“It is really devastated down there. Really devastated. There were fish in the street from the ocean (The Gulf is two miles away) Neighborhoods are completely flattened. All you see is the roof with everything flattened underneath. Roadways are impassible — bridges are gone. There were several neighborhoods where there was no sign of life when it was confirmed people had actually stayed there. There were houses in the middle of the street.

“There was a chlorine fire. People were getting sick from the fumes.

“There were apartment buildings where the second floor fell into the first floor. There was debris everywhere. Refrigerators and appliances were in the middle of the road. Cars and trucks and boats were in the houses.

“It was complete devastation. It was mostly from water. They estimate that a 30-35 foot tall wave came in, And the wind. We had both ends of it. Almost every structure you see there has something wrong with it. The people south of us lost everything they ever owned.

“After the storm passed we took the boards off our windows to let the air come through at night. We had candles. By the second night the bugs were coming in. We had a little make-shift room in our living room for everyone. We slept on mattresses and were being bitten by spiders and other things.

“We couldn’t flush our toilets. People don’t realize how important it is to flush the toilets. The living conditions were becoming unbearable. Once we got trees cleared out of our neighborhood, I was able to get out of town Wednesday with my kids.

“A lot of people are going to wonder why people didn’t evacuate. One of the main issues I did hear a lot from friends is gas prices. Families can’t afford to leave their homes because of gas prices and because they couldn’t afford to stay in a motel for a week. A lot of people had nowhere else to go. A lot of people lost their lives because they couldn’t afford to leave.”



When asked if any friends were lost or unaccounted for Carrie said: “Not that we know of. Friends that were real close to us got in touch with us because they had nowhere else to go. It was just so emotional because people had lost everything they had worked so hard for all their lives.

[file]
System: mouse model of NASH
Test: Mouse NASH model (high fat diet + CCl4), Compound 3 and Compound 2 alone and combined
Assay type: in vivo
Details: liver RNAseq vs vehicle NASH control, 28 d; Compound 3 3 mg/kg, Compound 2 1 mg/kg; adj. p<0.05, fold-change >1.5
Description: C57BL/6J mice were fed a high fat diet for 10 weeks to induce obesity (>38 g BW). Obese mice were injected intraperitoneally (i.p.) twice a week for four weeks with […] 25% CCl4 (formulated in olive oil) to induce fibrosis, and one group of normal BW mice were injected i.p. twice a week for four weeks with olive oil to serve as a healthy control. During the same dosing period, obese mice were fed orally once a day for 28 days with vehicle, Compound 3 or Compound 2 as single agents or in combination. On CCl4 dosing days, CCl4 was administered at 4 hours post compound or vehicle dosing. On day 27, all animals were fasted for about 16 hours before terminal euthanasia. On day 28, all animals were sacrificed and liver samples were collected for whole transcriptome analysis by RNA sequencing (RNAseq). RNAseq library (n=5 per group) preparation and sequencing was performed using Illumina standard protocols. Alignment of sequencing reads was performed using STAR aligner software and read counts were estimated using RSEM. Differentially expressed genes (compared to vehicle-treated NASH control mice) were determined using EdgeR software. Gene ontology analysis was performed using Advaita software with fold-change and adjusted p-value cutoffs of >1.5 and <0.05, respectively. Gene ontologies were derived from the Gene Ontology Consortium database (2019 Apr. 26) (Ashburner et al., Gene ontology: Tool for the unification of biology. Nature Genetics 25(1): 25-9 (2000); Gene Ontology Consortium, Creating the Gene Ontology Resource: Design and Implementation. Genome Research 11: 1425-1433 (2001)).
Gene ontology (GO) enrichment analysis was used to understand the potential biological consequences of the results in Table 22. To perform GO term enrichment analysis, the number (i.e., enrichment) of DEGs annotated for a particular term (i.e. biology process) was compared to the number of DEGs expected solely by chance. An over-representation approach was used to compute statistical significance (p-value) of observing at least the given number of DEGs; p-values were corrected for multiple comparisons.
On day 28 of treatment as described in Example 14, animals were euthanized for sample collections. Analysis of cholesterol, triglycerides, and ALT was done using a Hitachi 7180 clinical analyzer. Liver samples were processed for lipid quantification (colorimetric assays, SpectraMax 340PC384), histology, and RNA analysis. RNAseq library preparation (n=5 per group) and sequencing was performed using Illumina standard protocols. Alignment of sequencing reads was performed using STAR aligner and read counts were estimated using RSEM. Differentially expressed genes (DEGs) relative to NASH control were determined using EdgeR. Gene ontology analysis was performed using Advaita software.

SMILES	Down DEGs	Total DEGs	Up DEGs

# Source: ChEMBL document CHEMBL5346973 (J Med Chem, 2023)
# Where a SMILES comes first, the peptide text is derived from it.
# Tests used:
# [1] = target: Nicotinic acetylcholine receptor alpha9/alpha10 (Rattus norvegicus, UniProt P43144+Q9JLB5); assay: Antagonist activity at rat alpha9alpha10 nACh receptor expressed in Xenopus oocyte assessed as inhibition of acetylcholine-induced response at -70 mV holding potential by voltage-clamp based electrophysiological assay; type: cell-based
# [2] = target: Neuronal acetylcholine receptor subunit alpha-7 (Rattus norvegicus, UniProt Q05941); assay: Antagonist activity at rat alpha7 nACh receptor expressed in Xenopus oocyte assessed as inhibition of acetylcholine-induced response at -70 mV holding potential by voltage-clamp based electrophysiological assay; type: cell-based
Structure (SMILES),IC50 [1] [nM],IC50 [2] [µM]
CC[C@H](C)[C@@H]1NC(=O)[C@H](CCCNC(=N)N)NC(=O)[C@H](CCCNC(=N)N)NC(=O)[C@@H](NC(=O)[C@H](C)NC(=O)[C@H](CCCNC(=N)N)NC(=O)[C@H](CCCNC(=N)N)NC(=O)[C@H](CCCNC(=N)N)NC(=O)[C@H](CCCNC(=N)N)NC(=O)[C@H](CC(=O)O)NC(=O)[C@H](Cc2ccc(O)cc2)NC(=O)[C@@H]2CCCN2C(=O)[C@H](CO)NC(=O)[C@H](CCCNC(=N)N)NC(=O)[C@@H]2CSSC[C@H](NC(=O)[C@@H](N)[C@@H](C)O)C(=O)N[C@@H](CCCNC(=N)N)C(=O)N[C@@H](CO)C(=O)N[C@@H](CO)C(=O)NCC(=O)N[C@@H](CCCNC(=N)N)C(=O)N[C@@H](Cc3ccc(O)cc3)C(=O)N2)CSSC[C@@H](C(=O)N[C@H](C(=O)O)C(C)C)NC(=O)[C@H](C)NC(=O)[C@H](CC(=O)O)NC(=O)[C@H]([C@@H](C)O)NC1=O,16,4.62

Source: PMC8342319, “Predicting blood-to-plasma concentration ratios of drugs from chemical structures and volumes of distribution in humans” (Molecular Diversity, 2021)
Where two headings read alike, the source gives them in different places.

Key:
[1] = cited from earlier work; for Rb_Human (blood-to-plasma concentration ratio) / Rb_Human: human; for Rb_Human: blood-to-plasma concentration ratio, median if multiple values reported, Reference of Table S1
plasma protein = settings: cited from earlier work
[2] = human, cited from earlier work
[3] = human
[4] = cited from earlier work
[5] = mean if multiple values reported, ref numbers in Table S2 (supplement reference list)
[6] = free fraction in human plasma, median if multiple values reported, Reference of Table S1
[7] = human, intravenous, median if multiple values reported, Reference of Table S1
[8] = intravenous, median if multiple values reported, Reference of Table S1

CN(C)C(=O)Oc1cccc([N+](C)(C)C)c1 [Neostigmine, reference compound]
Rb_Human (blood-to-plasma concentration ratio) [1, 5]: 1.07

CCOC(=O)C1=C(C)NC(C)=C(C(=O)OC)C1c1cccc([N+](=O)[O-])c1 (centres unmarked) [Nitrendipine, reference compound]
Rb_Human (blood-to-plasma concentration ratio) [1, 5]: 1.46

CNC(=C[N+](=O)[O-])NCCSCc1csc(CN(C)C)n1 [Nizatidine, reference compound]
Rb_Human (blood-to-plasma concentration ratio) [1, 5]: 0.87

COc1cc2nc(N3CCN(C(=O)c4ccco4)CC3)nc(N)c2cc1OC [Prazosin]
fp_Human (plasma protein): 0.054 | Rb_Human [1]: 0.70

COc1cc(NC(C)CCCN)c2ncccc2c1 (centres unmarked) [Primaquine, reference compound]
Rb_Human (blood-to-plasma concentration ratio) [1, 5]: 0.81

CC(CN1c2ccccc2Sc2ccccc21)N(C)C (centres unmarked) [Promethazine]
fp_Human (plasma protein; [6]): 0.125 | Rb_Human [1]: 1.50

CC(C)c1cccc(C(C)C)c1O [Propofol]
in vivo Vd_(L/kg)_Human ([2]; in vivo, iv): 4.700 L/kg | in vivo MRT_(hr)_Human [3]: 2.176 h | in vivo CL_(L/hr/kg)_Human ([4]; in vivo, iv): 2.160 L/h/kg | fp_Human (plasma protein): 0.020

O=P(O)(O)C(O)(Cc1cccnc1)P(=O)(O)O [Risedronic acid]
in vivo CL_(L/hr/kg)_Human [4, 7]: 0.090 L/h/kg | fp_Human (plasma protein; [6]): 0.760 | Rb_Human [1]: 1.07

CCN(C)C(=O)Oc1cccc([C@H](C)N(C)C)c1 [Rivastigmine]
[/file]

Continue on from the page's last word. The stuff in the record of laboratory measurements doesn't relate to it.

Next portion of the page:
“Supplies were getting scarce. People say you had plenty of time to prepare, but once a storm is two days away Wal-Mart can’t get the trucks in there to bring the supplies to replace the supplies that have run out.

“My friends were running short of water and food. One friend who has a two year old and a three-month old baby was running out of formula and diapers.

“We had one friend who lived on the beach, tell us all he had left was a cement slab.”

When asked if she had seen any aid or support coming in from outside, Carrie responded: “Not at that point. But when I got on Interstate 65 I started seeing convoys of trucks, power trucks, Red Cross trucks and stuff.

“I have been watching the news where people are saying supplies didn’t get there in time, but when you go through something like that some places are so impassable you can’t get the relief there in time.

“I hate that all this stuff is going on in the media. Now is not the time to be pointing fingers at who is to blame for what happened. Instead of people blaming each other for who did what wrong for not getting there on time need to understand that the roads were so impassable even our own rescuers couldn’t get there. There were houses in the middle of streets.

“People need to know it is not that easy to get in. That’s why they tell you that you need to make a hurricane kit with enough food and water to last three days for every person in the house. People lost all that when their houses were washed away. Nobody knew it was going to be that bad. You just can’t prepare for something of that magnitude.”


Today Carrie sits 750 miles from her Biloxi home. Her children are with her. Her dogs are with her mother, still in Biloxi. Her husband, Joe, continues the search for bodies among the rubble. She has nightmares every night. Even the quiet darkness of the night affects her. She sees stars. In Biloxi, with all the light pollution, she never saw true darkness, seldom saw the stars.